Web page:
My First Sigh (first published January 3, 2011)

Everywhere we go, Amy and I are always asked questions about our work at Milestone and we usually answer them with stories. Simple “yes” and “no” replies really aren’t for us. It’s the way we communicate – with friends, with interns, with co-workers, with people we meet in the field. It’s just the way we are. And for those we don't drive crazy, this is sometimes followed by the suggestion that we write a book. Well, that’s just not going to happen. We are film archivists and distributors and it’s a lot more fun working at Milestone than to spend months writing about it. But Amy’s sister Karen convinced us that we should at least start a blog and here it goes.
Well, before I go, I should share my favorite line and my favorite story about memory. The first was from Bob Hope and it was simple. NEVER LET THE TRUTH GET IN THE WAY OF A GOOD JOKE. I think that is self-explanatory.

And then there was Luis Buñuel. He wrote a brilliant autobiography called MY LAST SIGH and he introduced it with a small warning. He remembers a wedding many years ago of his good friends. It was a beautiful wedding in a cathedral with all their friends surrounding them. He recalls it in great detail. And then he remembered. He and his friends were all devout communists back then and there was no way there could have been a religious ceremony in a cathedral. So remember Bob and Luis on the road to our memories. PLEASE! Feel free to contribute your own memories, stories, comments and ideas. We look forward to hearing from you!

And so this leads to my first memories of the sigh. I (and my brother Paul) worked from the age of 12 at my father’s warehouse in New Jersey. It was manual labor and my father pushed us to work harder and faster than anyone in his place. Ten summers and two full years after I left college were spent there lifting and sweating. My father’s partner, Bill, was an old-time salesman who, on the road, also loved to tell stories and could usually share a new risqué joke with his customers on a daily basis. When he had to work in the warehouse, he was usually unhappy since it wasn’t half as fun as charming the mom-and-pop owners of the local candy stores.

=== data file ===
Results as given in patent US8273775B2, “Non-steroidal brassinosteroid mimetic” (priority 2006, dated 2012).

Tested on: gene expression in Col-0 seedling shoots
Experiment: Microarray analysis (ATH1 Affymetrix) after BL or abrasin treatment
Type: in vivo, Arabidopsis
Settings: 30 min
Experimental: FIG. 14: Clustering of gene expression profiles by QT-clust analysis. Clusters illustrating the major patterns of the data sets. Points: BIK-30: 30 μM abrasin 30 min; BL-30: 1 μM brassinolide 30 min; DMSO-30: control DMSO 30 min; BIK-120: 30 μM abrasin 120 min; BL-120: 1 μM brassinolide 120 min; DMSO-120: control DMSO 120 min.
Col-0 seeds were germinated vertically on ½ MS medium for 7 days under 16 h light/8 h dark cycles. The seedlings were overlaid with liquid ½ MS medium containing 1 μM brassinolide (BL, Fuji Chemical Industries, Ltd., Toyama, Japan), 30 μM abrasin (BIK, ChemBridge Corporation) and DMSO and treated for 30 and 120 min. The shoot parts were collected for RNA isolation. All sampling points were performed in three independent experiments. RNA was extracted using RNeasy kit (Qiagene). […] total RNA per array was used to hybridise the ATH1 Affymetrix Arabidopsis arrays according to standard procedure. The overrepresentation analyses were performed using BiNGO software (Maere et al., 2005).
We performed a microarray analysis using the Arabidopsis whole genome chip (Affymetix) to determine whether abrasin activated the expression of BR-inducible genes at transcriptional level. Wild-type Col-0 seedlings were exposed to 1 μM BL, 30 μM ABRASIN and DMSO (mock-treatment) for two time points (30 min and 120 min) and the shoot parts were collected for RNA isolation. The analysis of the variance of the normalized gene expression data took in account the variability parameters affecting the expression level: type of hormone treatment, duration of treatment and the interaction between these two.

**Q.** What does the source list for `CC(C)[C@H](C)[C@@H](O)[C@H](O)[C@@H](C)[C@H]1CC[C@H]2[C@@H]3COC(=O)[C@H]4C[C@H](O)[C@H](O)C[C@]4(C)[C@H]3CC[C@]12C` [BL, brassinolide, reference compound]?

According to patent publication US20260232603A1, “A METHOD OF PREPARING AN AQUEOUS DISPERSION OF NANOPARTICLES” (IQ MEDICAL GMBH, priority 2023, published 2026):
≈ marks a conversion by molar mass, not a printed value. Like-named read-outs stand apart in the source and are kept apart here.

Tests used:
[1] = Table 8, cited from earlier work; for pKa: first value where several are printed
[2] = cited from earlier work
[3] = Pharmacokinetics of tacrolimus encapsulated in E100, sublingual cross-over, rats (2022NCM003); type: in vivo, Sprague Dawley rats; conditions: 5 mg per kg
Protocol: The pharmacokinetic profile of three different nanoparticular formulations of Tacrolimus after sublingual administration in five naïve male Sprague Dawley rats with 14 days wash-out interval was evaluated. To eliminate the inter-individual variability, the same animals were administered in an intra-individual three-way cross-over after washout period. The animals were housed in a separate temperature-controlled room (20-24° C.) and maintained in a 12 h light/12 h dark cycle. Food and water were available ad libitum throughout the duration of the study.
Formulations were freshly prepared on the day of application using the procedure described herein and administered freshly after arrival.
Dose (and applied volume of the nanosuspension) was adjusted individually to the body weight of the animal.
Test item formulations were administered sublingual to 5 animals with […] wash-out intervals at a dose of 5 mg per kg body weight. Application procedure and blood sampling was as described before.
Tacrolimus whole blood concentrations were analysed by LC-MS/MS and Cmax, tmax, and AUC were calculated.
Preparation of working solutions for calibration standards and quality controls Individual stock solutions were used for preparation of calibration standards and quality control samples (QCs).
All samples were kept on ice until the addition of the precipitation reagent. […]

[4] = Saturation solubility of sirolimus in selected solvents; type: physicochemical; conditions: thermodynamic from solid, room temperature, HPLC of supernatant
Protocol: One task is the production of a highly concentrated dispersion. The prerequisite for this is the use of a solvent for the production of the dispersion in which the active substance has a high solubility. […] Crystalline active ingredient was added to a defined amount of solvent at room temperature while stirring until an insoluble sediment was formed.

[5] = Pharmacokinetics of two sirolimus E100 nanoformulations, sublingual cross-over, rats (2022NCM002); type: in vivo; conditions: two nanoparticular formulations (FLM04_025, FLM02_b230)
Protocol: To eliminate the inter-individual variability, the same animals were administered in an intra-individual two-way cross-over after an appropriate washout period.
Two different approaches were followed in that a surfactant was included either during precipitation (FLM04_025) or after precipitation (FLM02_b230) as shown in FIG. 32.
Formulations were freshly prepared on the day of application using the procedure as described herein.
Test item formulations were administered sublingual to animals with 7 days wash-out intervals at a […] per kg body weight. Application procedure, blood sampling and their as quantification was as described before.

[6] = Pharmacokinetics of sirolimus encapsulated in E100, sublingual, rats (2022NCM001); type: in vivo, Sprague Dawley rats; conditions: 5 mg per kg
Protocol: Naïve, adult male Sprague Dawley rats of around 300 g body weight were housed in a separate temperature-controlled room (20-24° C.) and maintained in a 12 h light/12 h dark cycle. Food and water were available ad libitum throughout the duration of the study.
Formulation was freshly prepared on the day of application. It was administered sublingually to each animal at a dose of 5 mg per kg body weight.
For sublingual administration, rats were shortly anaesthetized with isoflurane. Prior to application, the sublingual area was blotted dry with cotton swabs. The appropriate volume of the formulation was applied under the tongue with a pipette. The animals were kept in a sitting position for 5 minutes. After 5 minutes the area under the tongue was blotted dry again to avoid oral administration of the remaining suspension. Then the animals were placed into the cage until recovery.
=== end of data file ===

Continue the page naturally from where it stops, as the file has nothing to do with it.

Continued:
Anyway, at the warehouse, with every question, every comment, every decision, he had the same response. He always sighed. A lot. At least a hundred sighs a day, rain or shine. (I wish I had counted.) And the sighs were very dramatic. He must have had a sigh for every occasion. Bill was a real master of the exhaled expression of depression. And yet, he was a successful businessman, happily married, raised three successful children and died a fairly content man.
So if any of my writings sound like I’m sighing, don’t let it fool you. Though our work can be difficult and the paychecks slow in coming, it’s exactly the life we’ve chosen for ourselves and we’ve got to work on some incredible films. 
Speaking for myself, and considering my lovely wife and president Amy, the smart and healthy teenager Adam, the two beagles (Evie and Giada), two cats (Merian C. Cooper and Fay Wray), the gecko (Dragon) and some good friends — there’s a lot to be happy about. And here ends my first blog.  -- Dennis